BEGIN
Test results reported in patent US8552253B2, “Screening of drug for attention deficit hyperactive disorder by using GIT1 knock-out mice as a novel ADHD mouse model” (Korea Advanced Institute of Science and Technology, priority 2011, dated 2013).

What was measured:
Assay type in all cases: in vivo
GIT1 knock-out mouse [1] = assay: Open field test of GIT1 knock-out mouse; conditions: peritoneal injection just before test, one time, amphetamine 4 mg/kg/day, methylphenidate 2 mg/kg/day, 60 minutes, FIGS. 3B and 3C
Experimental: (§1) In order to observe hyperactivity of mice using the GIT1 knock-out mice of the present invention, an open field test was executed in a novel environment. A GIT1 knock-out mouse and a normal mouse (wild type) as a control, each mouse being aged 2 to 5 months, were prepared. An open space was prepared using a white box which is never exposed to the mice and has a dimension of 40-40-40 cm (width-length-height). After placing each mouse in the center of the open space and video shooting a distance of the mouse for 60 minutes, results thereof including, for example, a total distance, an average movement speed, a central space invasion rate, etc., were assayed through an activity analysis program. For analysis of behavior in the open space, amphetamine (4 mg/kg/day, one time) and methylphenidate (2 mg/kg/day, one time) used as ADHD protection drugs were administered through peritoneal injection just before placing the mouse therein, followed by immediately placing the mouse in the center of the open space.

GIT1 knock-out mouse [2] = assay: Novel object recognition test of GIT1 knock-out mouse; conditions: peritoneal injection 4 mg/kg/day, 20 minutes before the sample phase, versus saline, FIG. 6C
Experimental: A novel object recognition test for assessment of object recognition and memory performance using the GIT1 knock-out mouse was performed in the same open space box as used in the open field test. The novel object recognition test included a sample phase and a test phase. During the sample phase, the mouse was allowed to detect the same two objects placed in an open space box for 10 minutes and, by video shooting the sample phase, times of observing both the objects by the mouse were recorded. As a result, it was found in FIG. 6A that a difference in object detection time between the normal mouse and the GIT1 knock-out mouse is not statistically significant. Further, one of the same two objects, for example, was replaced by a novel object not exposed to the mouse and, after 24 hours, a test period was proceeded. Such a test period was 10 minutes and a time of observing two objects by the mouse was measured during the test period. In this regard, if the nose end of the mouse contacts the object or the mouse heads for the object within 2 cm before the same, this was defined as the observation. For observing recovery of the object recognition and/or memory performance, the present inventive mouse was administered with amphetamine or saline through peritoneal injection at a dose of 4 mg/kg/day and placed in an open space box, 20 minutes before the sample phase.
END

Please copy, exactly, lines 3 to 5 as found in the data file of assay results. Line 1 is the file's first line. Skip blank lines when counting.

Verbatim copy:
Assay type in all cases: in vivo
GIT1 knock-out mouse [1] = assay: Open field test of GIT1 knock-out mouse; conditions: peritoneal injection just before test, one time, amphetamine 4 mg/kg/day, methylphenidate 2 mg/kg/day, 60 minutes, FIGS. 3B and 3C
Experimental: (§1) In order to observe hyperactivity of mice using the GIT1 knock-out mice of the present invention, an open field test was executed in a novel environment. A GIT1 knock-out mouse and a normal mouse (wild type) as a control, each mouse being aged 2 to 5 months, were prepared. An open space was prepared using a white box which is never exposed to the mice and has a dimension of 40-40-40 cm (width-length-height). After placing each mouse in the center of the open space and video shooting a distance of the mouse for 60 minutes, results thereof including, for example, a total distance, an average movement speed, a central space invasion rate, etc., were assayed through an activity analysis program. For analysis of behavior in the open space, amphetamine (4 mg/kg/day, one time) and methylphenidate (2 mg/kg/day, one time) used as ADHD protection drugs were administered through peritoneal injection just before placing the mouse therein, followed by immediately placing the mouse in the center of the open space.